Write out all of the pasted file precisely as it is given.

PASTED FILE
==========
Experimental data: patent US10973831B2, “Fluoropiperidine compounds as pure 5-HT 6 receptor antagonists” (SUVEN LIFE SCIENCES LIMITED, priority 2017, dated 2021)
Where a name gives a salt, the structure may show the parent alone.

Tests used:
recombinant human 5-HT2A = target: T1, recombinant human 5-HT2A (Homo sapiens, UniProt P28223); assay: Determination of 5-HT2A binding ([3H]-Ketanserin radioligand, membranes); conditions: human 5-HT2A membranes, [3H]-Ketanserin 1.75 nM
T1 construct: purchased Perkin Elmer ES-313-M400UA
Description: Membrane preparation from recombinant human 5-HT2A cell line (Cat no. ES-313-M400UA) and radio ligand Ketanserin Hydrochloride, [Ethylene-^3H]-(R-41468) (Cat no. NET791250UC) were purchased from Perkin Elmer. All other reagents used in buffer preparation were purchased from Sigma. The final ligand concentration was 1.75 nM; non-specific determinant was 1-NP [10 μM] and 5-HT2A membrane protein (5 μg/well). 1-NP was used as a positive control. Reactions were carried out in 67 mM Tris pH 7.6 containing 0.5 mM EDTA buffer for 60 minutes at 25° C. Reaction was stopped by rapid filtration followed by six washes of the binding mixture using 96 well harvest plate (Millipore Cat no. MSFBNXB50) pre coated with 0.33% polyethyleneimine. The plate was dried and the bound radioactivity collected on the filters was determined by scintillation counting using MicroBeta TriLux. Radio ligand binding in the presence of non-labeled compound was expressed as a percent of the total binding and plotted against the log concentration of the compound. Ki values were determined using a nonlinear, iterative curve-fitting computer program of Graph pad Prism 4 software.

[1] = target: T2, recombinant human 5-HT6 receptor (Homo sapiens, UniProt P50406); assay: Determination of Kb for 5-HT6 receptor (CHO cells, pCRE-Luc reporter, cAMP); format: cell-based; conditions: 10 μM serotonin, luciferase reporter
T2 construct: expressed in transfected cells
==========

Experimental data: patent US10973831B2, “Fluoropiperidine compounds as pure 5-HT 6 receptor antagonists” (SUVEN LIFE SCIENCES LIMITED, priority 2017, dated 2021)
Where a name gives a salt, the structure may show the parent alone.

Tests used:
recombinant human 5-HT2A = target: T1, recombinant human 5-HT2A (Homo sapiens, UniProt P28223); assay: Determination of 5-HT2A binding ([3H]-Ketanserin radioligand, membranes); conditions: human 5-HT2A membranes, [3H]-Ketanserin 1.75 nM
T1 construct: purchased Perkin Elmer ES-313-M400UA
Description: Membrane preparation from recombinant human 5-HT2A cell line (Cat no. ES-313-M400UA) and radio ligand Ketanserin Hydrochloride, [Ethylene-^3H]-(R-41468) (Cat no. NET791250UC) were purchased from Perkin Elmer. All other reagents used in buffer preparation were purchased from Sigma. The final ligand concentration was 1.75 nM; non-specific determinant was 1-NP [10 μM] and 5-HT2A membrane protein (5 μg/well). 1-NP was used as a positive control. Reactions were carried out in 67 mM Tris pH 7.6 containing 0.5 mM EDTA buffer for 60 minutes at 25° C. Reaction was stopped by rapid filtration followed by six washes of the binding mixture using 96 well harvest plate (Millipore Cat no. MSFBNXB50) pre coated with 0.33% polyethyleneimine. The plate was dried and the bound radioactivity collected on the filters was determined by scintillation counting using MicroBeta TriLux. Radio ligand binding in the presence of non-labeled compound was expressed as a percent of the total binding and plotted against the log concentration of the compound. Ki values were determined using a nonlinear, iterative curve-fitting computer program of Graph pad Prism 4 software.

[1] = target: T2, recombinant human 5-HT6 receptor (Homo sapiens, UniProt P50406); assay: Determination of Kb for 5-HT6 receptor (CHO cells, pCRE-Luc reporter, cAMP); format: cell-based; conditions: 10 μM serotonin, luciferase reporter
T2 construct: expressed in transfected cells